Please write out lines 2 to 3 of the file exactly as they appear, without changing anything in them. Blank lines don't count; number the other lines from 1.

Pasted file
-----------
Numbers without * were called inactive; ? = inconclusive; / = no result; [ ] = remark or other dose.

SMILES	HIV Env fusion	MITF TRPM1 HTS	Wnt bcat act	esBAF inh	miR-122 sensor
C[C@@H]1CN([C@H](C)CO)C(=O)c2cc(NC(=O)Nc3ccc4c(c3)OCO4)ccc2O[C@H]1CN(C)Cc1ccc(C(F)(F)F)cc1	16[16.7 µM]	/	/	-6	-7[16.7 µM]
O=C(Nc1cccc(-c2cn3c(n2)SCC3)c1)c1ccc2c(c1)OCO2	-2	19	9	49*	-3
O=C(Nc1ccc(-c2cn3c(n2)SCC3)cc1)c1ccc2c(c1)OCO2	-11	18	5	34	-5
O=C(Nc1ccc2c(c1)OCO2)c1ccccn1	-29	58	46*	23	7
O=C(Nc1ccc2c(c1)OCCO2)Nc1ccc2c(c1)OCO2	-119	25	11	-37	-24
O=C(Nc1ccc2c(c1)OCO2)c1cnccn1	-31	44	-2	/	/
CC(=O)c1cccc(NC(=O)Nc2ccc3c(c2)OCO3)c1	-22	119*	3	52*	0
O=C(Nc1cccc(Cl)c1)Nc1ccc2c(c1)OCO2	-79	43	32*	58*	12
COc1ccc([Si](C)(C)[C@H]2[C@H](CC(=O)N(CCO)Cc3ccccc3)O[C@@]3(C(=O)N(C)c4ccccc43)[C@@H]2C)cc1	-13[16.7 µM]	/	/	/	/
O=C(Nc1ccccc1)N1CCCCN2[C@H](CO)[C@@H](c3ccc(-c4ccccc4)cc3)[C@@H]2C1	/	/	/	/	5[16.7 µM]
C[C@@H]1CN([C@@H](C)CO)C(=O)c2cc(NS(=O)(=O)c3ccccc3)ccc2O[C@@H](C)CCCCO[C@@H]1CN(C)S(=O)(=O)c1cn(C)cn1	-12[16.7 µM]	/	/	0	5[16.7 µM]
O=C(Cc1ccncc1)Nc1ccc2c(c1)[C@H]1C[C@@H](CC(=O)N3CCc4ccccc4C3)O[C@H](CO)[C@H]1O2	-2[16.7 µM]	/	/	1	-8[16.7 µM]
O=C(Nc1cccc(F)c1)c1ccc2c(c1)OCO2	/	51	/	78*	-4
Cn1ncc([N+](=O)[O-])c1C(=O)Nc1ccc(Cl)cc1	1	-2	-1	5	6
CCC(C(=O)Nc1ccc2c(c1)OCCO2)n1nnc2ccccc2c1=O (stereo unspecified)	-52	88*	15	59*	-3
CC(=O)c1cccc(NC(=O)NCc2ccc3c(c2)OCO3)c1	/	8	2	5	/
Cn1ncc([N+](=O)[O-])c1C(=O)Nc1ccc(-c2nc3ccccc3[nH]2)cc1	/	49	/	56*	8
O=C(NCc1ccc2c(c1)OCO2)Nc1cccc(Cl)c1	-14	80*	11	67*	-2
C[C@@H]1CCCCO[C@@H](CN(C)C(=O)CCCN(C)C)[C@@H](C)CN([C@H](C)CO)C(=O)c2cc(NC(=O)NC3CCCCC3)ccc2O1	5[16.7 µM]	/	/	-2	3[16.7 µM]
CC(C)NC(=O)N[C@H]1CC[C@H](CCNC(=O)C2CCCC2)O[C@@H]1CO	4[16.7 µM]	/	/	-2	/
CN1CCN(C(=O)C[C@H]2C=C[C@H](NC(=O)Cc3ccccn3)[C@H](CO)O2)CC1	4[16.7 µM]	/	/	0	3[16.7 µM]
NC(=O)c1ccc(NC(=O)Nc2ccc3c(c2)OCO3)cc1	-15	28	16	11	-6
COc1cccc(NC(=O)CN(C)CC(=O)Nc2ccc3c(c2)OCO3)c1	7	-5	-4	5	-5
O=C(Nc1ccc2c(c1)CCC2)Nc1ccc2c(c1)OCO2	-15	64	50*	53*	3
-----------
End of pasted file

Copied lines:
SMILES	HIV Env fusion	MITF TRPM1 HTS	Wnt bcat act	esBAF inh	miR-122 sensor
C[C@@H]1CN([C@H](C)CO)C(=O)c2cc(NC(=O)Nc3ccc4c(c3)OCO4)ccc2O[C@H]1CN(C)Cc1ccc(C(F)(F)F)cc1	16[16.7 µM]	/	/	-6	-7[16.7 µM]